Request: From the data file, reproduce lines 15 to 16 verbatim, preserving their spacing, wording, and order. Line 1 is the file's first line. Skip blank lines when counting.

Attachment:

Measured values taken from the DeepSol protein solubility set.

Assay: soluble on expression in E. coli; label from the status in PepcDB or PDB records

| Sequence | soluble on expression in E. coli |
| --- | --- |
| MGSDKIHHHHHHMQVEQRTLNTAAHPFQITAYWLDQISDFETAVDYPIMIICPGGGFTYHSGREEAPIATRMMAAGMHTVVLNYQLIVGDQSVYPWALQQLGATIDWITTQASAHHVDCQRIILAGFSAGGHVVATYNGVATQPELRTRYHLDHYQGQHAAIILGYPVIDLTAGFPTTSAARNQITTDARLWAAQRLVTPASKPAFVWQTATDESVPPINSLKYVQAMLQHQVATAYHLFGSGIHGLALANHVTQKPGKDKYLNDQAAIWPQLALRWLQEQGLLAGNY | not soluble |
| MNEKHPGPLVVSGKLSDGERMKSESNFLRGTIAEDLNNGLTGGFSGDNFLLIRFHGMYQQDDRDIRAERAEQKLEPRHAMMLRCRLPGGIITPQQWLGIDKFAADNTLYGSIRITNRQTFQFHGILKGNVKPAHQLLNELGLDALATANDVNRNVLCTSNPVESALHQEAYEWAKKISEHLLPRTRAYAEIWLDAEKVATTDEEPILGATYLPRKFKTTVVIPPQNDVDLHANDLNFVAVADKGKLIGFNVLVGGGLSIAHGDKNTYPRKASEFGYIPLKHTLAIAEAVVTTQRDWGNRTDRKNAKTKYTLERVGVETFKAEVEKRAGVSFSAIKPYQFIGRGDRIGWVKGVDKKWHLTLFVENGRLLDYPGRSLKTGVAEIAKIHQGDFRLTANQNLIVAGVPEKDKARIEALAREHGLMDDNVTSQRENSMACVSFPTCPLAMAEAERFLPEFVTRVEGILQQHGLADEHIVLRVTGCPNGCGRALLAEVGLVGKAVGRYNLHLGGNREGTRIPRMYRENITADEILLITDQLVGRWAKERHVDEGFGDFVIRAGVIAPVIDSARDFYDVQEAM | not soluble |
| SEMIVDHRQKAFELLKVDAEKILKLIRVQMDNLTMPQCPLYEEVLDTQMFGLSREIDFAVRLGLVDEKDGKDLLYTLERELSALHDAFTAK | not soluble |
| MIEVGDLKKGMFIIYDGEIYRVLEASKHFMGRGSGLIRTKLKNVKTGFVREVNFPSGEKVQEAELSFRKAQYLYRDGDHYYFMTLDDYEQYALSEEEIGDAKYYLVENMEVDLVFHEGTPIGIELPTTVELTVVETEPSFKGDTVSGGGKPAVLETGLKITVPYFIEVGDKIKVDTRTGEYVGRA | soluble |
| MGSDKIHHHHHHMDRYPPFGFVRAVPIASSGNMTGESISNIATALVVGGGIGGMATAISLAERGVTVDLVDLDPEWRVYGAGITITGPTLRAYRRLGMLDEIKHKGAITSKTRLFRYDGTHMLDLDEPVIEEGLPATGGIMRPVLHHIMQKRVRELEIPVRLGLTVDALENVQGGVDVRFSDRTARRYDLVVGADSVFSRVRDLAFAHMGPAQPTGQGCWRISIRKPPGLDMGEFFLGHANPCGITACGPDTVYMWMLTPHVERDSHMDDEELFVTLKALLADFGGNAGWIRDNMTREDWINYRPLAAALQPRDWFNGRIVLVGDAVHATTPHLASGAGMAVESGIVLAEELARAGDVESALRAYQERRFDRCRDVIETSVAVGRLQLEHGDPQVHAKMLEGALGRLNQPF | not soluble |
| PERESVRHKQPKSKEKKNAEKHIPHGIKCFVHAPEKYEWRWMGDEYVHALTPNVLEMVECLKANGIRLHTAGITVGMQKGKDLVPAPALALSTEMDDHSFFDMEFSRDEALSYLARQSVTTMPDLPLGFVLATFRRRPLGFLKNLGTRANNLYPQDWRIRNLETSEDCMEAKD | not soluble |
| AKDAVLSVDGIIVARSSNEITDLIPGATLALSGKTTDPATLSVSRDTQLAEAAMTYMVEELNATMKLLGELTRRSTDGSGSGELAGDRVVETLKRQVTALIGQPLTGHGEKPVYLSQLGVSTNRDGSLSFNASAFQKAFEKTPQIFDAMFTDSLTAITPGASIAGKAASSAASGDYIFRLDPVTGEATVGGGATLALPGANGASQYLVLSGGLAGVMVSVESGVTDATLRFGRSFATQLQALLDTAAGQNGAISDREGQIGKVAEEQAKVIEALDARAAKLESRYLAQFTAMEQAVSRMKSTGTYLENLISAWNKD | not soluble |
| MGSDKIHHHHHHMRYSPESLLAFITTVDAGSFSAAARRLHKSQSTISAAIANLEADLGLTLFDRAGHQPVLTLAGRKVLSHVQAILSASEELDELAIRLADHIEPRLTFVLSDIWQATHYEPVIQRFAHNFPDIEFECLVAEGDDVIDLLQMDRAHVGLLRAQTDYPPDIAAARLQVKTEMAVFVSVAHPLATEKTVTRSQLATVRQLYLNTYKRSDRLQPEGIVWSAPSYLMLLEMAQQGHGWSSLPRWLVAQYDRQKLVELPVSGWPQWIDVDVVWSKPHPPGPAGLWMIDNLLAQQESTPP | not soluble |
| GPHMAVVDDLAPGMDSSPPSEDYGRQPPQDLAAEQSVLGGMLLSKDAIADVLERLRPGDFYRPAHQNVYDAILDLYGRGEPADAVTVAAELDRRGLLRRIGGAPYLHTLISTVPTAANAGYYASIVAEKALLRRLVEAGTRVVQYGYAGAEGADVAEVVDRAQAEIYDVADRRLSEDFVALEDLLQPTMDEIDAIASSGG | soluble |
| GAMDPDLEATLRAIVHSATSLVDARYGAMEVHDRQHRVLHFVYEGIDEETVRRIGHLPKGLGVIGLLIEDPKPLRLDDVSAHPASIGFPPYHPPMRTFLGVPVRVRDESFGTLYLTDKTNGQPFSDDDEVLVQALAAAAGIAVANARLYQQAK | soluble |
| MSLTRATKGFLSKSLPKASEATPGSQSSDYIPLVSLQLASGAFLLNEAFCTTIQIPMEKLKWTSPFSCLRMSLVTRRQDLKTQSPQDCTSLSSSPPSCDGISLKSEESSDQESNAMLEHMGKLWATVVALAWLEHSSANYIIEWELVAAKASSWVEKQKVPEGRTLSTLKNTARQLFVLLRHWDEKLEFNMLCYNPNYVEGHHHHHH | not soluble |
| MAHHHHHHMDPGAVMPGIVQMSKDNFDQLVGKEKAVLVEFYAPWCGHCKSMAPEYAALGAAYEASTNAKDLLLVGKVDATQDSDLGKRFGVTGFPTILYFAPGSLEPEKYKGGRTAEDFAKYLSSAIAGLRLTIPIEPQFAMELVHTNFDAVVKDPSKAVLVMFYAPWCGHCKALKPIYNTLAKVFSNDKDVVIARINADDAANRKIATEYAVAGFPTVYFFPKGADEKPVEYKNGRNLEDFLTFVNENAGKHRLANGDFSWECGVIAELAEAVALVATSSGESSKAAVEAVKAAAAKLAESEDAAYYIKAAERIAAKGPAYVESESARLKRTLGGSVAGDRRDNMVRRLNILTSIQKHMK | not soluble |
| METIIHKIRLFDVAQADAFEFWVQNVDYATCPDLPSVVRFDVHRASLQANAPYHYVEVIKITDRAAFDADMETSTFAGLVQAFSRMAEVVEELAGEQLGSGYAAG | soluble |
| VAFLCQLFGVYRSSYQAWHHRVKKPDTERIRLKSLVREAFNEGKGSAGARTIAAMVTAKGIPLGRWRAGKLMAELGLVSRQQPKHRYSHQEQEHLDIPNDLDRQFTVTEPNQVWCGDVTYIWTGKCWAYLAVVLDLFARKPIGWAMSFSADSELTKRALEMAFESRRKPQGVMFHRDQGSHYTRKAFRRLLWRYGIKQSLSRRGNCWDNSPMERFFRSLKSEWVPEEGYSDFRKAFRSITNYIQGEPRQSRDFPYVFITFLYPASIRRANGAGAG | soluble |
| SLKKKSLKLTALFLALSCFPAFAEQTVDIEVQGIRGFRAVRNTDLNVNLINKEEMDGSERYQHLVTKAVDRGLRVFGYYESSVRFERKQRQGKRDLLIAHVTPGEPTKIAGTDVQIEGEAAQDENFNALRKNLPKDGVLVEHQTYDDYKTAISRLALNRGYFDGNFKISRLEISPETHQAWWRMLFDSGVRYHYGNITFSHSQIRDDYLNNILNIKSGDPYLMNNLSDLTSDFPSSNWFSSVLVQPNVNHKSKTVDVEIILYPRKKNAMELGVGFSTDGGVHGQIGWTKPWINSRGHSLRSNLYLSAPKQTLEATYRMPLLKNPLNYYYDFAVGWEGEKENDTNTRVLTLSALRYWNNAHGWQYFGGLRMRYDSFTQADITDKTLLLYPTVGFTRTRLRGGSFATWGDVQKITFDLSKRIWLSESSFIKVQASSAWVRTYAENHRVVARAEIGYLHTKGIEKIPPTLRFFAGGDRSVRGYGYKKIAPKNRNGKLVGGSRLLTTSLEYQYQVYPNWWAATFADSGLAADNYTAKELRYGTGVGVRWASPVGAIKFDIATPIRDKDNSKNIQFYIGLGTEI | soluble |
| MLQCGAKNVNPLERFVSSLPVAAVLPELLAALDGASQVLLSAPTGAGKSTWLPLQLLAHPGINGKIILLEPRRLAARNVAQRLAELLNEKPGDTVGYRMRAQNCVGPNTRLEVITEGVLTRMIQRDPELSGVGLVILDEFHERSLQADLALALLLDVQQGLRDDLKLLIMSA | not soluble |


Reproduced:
| MSLTRATKGFLSKSLPKASEATPGSQSSDYIPLVSLQLASGAFLLNEAFCTTIQIPMEKLKWTSPFSCLRMSLVTRRQDLKTQSPQDCTSLSSSPPSCDGISLKSEESSDQESNAMLEHMGKLWATVVALAWLEHSSANYIIEWELVAAKASSWVEKQKVPEGRTLSTLKNTARQLFVLLRHWDEKLEFNMLCYNPNYVEGHHHHHH | not soluble |
| MAHHHHHHMDPGAVMPGIVQMSKDNFDQLVGKEKAVLVEFYAPWCGHCKSMAPEYAALGAAYEASTNAKDLLLVGKVDATQDSDLGKRFGVTGFPTILYFAPGSLEPEKYKGGRTAEDFAKYLSSAIAGLRLTIPIEPQFAMELVHTNFDAVVKDPSKAVLVMFYAPWCGHCKALKPIYNTLAKVFSNDKDVVIARINADDAANRKIATEYAVAGFPTVYFFPKGADEKPVEYKNGRNLEDFLTFVNENAGKHRLANGDFSWECGVIAELAEAVALVATSSGESSKAAVEAVKAAAAKLAESEDAAYYIKAAERIAAKGPAYVESESARLKRTLGGSVAGDRRDNMVRRLNILTSIQKHMK | not soluble |